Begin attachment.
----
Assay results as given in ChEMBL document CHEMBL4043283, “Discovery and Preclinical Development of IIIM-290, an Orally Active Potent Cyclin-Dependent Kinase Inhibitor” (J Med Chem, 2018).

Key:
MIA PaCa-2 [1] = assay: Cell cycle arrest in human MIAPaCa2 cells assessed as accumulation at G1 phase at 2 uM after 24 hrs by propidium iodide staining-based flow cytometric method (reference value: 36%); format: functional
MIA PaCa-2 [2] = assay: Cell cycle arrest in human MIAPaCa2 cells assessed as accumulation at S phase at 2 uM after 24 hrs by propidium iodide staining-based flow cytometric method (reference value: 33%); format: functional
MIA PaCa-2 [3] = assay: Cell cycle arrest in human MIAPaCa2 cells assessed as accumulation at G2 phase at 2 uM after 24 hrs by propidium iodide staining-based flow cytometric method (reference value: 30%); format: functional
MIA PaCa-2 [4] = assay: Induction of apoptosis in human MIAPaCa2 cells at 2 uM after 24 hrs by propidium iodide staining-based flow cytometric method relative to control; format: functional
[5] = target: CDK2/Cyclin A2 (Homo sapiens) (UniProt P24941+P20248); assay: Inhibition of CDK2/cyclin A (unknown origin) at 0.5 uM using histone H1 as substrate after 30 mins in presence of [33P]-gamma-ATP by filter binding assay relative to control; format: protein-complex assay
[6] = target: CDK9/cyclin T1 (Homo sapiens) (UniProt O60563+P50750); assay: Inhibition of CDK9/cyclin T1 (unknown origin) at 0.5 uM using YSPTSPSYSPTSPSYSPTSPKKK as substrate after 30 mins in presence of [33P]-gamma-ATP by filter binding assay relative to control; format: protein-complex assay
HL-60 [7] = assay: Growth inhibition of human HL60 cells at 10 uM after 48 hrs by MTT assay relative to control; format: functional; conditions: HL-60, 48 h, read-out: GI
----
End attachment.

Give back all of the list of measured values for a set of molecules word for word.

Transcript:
Assay results as given in ChEMBL document CHEMBL4043283, “Discovery and Preclinical Development of IIIM-290, an Orally Active Potent Cyclin-Dependent Kinase Inhibitor” (J Med Chem, 2018).

Key:
MIA PaCa-2 [1] = assay: Cell cycle arrest in human MIAPaCa2 cells assessed as accumulation at G1 phase at 2 uM after 24 hrs by propidium iodide staining-based flow cytometric method (reference value: 36%); format: functional
MIA PaCa-2 [2] = assay: Cell cycle arrest in human MIAPaCa2 cells assessed as accumulation at S phase at 2 uM after 24 hrs by propidium iodide staining-based flow cytometric method (reference value: 33%); format: functional
MIA PaCa-2 [3] = assay: Cell cycle arrest in human MIAPaCa2 cells assessed as accumulation at G2 phase at 2 uM after 24 hrs by propidium iodide staining-based flow cytometric method (reference value: 30%); format: functional
MIA PaCa-2 [4] = assay: Induction of apoptosis in human MIAPaCa2 cells at 2 uM after 24 hrs by propidium iodide staining-based flow cytometric method relative to control; format: functional
[5] = target: CDK2/Cyclin A2 (Homo sapiens) (UniProt P24941+P20248); assay: Inhibition of CDK2/cyclin A (unknown origin) at 0.5 uM using histone H1 as substrate after 30 mins in presence of [33P]-gamma-ATP by filter binding assay relative to control; format: protein-complex assay
[6] = target: CDK9/cyclin T1 (Homo sapiens) (UniProt O60563+P50750); assay: Inhibition of CDK9/cyclin T1 (unknown origin) at 0.5 uM using YSPTSPSYSPTSPSYSPTSPKKK as substrate after 30 mins in presence of [33P]-gamma-ATP by filter binding assay relative to control; format: protein-complex assay
HL-60 [7] = assay: Growth inhibition of human HL60 cells at 10 uM after 48 hrs by MTT assay relative to control; format: functional; conditions: HL-60, 48 h, read-out: GI